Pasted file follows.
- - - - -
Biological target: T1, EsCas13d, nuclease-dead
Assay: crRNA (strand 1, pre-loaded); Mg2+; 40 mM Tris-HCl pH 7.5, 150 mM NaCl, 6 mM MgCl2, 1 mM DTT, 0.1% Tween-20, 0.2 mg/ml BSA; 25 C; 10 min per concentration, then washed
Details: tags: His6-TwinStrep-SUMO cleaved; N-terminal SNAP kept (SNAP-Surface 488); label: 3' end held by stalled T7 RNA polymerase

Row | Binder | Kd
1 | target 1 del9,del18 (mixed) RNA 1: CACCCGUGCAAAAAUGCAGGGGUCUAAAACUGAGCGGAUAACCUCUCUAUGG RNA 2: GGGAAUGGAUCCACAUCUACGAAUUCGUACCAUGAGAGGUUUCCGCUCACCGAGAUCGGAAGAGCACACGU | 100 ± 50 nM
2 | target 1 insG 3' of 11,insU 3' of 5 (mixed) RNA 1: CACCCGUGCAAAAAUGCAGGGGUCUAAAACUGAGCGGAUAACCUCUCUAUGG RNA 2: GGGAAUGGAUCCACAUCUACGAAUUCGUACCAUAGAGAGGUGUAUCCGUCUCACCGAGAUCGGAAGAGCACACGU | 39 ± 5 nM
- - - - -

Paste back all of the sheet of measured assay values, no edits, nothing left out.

Biological target: T1, EsCas13d, nuclease-dead
Assay: crRNA (strand 1, pre-loaded); Mg2+; 40 mM Tris-HCl pH 7.5, 150 mM NaCl, 6 mM MgCl2, 1 mM DTT, 0.1% Tween-20, 0.2 mg/ml BSA; 25 C; 10 min per concentration, then washed
Details: tags: His6-TwinStrep-SUMO cleaved; N-terminal SNAP kept (SNAP-Surface 488); label: 3' end held by stalled T7 RNA polymerase

Row | Binder | Kd
1 | target 1 del9,del18 (mixed) RNA 1: CACCCGUGCAAAAAUGCAGGGGUCUAAAACUGAGCGGAUAACCUCUCUAUGG RNA 2: GGGAAUGGAUCCACAUCUACGAAUUCGUACCAUGAGAGGUUUCCGCUCACCGAGAUCGGAAGAGCACACGU | 100 ± 50 nM
2 | target 1 insG 3' of 11,insU 3' of 5 (mixed) RNA 1: CACCCGUGCAAAAAUGCAGGGGUCUAAAACUGAGCGGAUAACCUCUCUAUGG RNA 2: GGGAAUGGAUCCACAUCUACGAAUUCGUACCAUAGAGAGGUGUAUCCGUCUCACCGAGAUCGGAAGAGCACACGU | 39 ± 5 nM